Cozy Christmas: Chapters 6 & 7

Time for church!

Writers of Love Inspired books are generally very…general about church and church services.  They’re supposed to be: too much detail and you run the risk of portraying a specific denomination instead of general Christianity.

In a surprising twist for our Wintermas romances, Josh is already RTC!  He “went forward” in church months ago, and regularly attends the (apparently one) church in Bygones, and “feels guilty” if he doesn’t go every Sunday.  And the coffee shop is closed all day on Sunday, which is a great way to make a profit!

On his way to church, he reflects in a nice humble-craggy way about how he has left his “expensive, hand-tailored suits back home in St. Louis,” and settled on “pressed jeans topped with a suede blazer” for church.

Wow, what a man of the people.

He’s greeted in a rather bizarrely and over-the-top enthusiastically way by the “crew-cut greeter” of the church.  Me, I would find the excessive use of vigorous handshaking and exclamation-point greetings to be tiresome and fakey, but Josh apparently digs the hell out of it.

Josh immediately runs into Whitney and her parents.  His very basic polite handshake is rebuffed by Dear Ole Dad, and I don’t even think we’re meant to see this as Dad being in a bad mood because of his recent knee surgery.  Dad’s just a jerk protective of his 25-year-old daughter.

But Josh wins him over through shared misogyny!

Josh once again extended his hand.  “I guess we better get along or the women folk are going to pitch a fit,” he said quietly.

“Yeah, how weird that women want people to behave with basic human decency when they have no discernible reason to do otherwise!  Dames, amirite?”

Josh sits with them, and “right next to Whitney,” too!

When they stand to sing, Whitney “slipped her hand through the crook of Josh’s elbow as naturally as if they had stood together to worship a hundred times before.”  And maybe I’m just in a more prudish mood today, but I actually think that’s a bit forward.  They’re not a couple yet!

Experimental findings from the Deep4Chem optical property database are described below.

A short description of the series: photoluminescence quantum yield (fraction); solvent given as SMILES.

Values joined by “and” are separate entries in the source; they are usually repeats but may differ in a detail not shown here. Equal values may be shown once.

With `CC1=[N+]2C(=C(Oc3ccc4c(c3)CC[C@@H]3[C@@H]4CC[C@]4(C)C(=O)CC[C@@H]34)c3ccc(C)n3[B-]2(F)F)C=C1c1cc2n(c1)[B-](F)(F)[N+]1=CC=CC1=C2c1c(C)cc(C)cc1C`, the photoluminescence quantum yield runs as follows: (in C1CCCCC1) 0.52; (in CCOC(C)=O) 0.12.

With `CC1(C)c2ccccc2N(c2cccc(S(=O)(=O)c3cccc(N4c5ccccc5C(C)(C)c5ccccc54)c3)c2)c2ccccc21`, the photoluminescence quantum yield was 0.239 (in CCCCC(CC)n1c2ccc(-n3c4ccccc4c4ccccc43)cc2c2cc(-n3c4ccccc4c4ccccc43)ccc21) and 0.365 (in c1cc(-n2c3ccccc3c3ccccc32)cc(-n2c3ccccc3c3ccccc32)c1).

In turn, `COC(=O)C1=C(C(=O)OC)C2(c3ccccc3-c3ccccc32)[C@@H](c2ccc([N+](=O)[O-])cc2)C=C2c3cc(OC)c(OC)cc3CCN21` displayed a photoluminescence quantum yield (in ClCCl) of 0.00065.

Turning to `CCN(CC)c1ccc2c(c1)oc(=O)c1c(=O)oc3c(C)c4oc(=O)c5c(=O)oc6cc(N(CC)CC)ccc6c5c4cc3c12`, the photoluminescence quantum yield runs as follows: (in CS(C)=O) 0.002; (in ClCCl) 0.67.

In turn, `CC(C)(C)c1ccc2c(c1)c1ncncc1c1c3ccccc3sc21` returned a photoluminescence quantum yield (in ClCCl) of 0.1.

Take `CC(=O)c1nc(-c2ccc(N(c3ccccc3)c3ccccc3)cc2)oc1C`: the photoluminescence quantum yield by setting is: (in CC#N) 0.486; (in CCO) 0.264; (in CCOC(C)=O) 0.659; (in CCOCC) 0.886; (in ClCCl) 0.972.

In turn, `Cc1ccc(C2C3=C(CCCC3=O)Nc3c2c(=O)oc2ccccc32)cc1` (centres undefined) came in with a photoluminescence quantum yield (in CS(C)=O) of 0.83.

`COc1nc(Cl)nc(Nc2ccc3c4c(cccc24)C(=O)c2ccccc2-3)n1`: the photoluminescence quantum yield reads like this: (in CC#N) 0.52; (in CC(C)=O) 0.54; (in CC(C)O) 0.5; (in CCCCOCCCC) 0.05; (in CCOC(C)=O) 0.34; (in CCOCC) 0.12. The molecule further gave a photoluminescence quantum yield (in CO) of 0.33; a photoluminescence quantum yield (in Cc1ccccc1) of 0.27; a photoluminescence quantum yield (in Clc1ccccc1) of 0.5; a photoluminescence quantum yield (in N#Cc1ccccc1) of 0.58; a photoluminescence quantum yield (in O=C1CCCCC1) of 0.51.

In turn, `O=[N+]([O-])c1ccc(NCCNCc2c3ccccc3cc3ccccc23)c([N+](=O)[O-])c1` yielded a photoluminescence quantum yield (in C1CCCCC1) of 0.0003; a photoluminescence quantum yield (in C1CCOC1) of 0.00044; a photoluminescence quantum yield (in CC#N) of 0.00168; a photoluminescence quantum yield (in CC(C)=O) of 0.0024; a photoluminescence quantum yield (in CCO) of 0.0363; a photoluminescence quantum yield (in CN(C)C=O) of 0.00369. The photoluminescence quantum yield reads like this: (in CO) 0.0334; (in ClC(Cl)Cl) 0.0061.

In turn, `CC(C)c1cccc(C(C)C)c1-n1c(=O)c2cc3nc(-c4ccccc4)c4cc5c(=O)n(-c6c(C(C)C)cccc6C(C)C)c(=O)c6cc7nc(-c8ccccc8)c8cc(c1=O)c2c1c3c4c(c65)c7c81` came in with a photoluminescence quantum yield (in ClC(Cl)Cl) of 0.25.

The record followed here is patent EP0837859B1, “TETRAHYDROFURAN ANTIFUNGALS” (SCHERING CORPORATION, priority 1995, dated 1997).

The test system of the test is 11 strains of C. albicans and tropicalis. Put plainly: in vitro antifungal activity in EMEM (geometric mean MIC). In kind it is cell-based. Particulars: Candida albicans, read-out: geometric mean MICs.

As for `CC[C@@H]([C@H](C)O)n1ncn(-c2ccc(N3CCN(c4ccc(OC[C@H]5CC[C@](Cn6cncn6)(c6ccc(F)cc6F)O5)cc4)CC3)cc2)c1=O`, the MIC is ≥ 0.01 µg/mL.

More Christian vagueness, as Josh reflects that every Sunday in church, “he’d learned something new and amazing—about the gospel and about himself.”

Except about how to tell the truth, and how to treat women like human beings.

We vaguely skip past the vague church service, and so have no idea what “new and amazing” thing Josh might have learned.  And as the POV switches to Whitney yet again, we learn that for all her teary-eyed sympathy for Josh’s Poor-Little-Rich-Boy childhood, her own parents haven’t exactly been paragons of marital bliss.

“It’s also nice to see you and Dad getting along so well>

“Oh, honey.  We’ve always gotten along well, even when it may not have looked like it to outsiders—or even to you.”

Yeah, that’s a ringing endorsement of true love.

Mom wink-winks at Whitney over her “friend” Josh, because maybe someday, Whitney too can have a marriage where everyone, even their own kids, thinks they can’t stand each other’s company!  A girl can dream, I guess.

Mom invites Josh over, Josh immediately accept, and they tae three cars back.  In her own car, this gives Whitney a chance to thank Jesus (though not her mom) for making this happen.  She also once again ponders Josh’s “forlorn” childhood, and “how hard it must have been to grow up in a family where there were no special celebrations,” and how he didn’t know what it was like to “be a part of a loving family like hers.”